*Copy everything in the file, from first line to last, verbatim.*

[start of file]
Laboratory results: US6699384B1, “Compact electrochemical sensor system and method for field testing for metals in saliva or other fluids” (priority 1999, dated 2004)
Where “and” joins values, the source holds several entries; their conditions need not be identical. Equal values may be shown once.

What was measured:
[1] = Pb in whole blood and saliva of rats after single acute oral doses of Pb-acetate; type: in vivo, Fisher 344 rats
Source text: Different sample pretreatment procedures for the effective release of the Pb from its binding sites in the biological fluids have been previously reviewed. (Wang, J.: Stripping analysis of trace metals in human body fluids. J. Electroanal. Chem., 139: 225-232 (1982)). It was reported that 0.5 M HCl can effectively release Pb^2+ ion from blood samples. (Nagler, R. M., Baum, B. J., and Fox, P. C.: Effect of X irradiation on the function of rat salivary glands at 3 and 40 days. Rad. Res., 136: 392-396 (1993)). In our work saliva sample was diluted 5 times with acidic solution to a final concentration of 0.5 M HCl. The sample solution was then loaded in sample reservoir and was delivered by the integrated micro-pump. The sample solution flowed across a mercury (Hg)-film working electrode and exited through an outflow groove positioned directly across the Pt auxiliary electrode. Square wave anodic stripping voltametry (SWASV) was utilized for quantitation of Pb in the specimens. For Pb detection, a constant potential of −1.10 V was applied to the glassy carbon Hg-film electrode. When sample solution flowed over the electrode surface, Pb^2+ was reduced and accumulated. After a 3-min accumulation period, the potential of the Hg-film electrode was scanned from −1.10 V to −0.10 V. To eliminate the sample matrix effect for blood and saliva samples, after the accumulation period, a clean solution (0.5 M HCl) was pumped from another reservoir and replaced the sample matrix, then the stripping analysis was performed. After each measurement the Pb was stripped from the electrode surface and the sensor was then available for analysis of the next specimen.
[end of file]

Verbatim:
Laboratory results: US6699384B1, “Compact electrochemical sensor system and method for field testing for metals in saliva or other fluids” (priority 1999, dated 2004)
Where “and” joins values, the source holds several entries; their conditions need not be identical. Equal values may be shown once.

What was measured:
[1] = Pb in whole blood and saliva of rats after single acute oral doses of Pb-acetate; type: in vivo, Fisher 344 rats
Source text: Different sample pretreatment procedures for the effective release of the Pb from its binding sites in the biological fluids have been previously reviewed. (Wang, J.: Stripping analysis of trace metals in human body fluids. J. Electroanal. Chem., 139: 225-232 (1982)). It was reported that 0.5 M HCl can effectively release Pb^2+ ion from blood samples. (Nagler, R. M., Baum, B. J., and Fox, P. C.: Effect of X irradiation on the function of rat salivary glands at 3 and 40 days. Rad. Res., 136: 392-396 (1993)). In our work saliva sample was diluted 5 times with acidic solution to a final concentration of 0.5 M HCl. The sample solution was then loaded in sample reservoir and was delivered by the integrated micro-pump. The sample solution flowed across a mercury (Hg)-film working electrode and exited through an outflow groove positioned directly across the Pt auxiliary electrode. Square wave anodic stripping voltametry (SWASV) was utilized for quantitation of Pb in the specimens. For Pb detection, a constant potential of −1.10 V was applied to the glassy carbon Hg-film electrode. When sample solution flowed over the electrode surface, Pb^2+ was reduced and accumulated. After a 3-min accumulation period, the potential of the Hg-film electrode was scanned from −1.10 V to −0.10 V. To eliminate the sample matrix effect for blood and saliva samples, after the accumulation period, a clean solution (0.5 M HCl) was pumped from another reservoir and replaced the sample matrix, then the stripping analysis was performed. After each measurement the Pb was stripped from the electrode surface and the sensor was then available for analysis of the next specimen.